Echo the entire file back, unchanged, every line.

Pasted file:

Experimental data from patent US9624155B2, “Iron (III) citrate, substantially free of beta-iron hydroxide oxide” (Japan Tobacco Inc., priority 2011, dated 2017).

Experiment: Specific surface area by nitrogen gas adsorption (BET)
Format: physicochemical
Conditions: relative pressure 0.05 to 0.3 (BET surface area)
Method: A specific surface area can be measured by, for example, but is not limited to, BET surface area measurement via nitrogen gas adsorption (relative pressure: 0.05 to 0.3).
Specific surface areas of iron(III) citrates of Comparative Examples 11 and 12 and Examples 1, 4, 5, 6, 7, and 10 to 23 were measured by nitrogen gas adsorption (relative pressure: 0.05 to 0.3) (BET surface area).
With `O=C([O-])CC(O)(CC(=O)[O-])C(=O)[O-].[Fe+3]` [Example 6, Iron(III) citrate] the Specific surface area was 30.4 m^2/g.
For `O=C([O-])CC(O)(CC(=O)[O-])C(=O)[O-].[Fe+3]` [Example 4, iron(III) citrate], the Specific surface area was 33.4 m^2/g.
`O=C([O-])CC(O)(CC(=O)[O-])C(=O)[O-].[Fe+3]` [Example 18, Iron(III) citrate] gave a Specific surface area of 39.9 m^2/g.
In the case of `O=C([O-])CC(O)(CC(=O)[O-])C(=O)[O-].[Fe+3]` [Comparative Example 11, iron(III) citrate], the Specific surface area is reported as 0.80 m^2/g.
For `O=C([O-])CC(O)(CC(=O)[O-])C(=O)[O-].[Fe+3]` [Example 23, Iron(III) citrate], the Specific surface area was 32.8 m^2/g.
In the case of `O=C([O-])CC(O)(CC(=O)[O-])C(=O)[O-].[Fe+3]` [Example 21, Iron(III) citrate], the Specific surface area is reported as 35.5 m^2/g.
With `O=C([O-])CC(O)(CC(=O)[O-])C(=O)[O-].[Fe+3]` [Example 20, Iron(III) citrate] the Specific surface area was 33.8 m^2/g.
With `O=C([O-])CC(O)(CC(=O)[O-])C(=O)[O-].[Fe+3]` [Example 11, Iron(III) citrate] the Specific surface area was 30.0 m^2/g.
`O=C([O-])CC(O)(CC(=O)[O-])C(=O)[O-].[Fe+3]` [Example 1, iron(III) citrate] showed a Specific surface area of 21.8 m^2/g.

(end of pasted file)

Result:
Experimental data from patent US9624155B2, “Iron (III) citrate, substantially free of beta-iron hydroxide oxide” (Japan Tobacco Inc., priority 2011, dated 2017).

Experiment: Specific surface area by nitrogen gas adsorption (BET)
Format: physicochemical
Conditions: relative pressure 0.05 to 0.3 (BET surface area)
Method: A specific surface area can be measured by, for example, but is not limited to, BET surface area measurement via nitrogen gas adsorption (relative pressure: 0.05 to 0.3).
Specific surface areas of iron(III) citrates of Comparative Examples 11 and 12 and Examples 1, 4, 5, 6, 7, and 10 to 23 were measured by nitrogen gas adsorption (relative pressure: 0.05 to 0.3) (BET surface area).
With `O=C([O-])CC(O)(CC(=O)[O-])C(=O)[O-].[Fe+3]` [Example 6, Iron(III) citrate] the Specific surface area was 30.4 m^2/g.
For `O=C([O-])CC(O)(CC(=O)[O-])C(=O)[O-].[Fe+3]` [Example 4, iron(III) citrate], the Specific surface area was 33.4 m^2/g.
`O=C([O-])CC(O)(CC(=O)[O-])C(=O)[O-].[Fe+3]` [Example 18, Iron(III) citrate] gave a Specific surface area of 39.9 m^2/g.
In the case of `O=C([O-])CC(O)(CC(=O)[O-])C(=O)[O-].[Fe+3]` [Comparative Example 11, iron(III) citrate], the Specific surface area is reported as 0.80 m^2/g.
For `O=C([O-])CC(O)(CC(=O)[O-])C(=O)[O-].[Fe+3]` [Example 23, Iron(III) citrate], the Specific surface area was 32.8 m^2/g.
In the case of `O=C([O-])CC(O)(CC(=O)[O-])C(=O)[O-].[Fe+3]` [Example 21, Iron(III) citrate], the Specific surface area is reported as 35.5 m^2/g.
With `O=C([O-])CC(O)(CC(=O)[O-])C(=O)[O-].[Fe+3]` [Example 20, Iron(III) citrate] the Specific surface area was 33.8 m^2/g.
With `O=C([O-])CC(O)(CC(=O)[O-])C(=O)[O-].[Fe+3]` [Example 11, Iron(III) citrate] the Specific surface area was 30.0 m^2/g.
`O=C([O-])CC(O)(CC(=O)[O-])C(=O)[O-].[Fe+3]` [Example 1, iron(III) citrate] showed a Specific surface area of 21.8 m^2/g.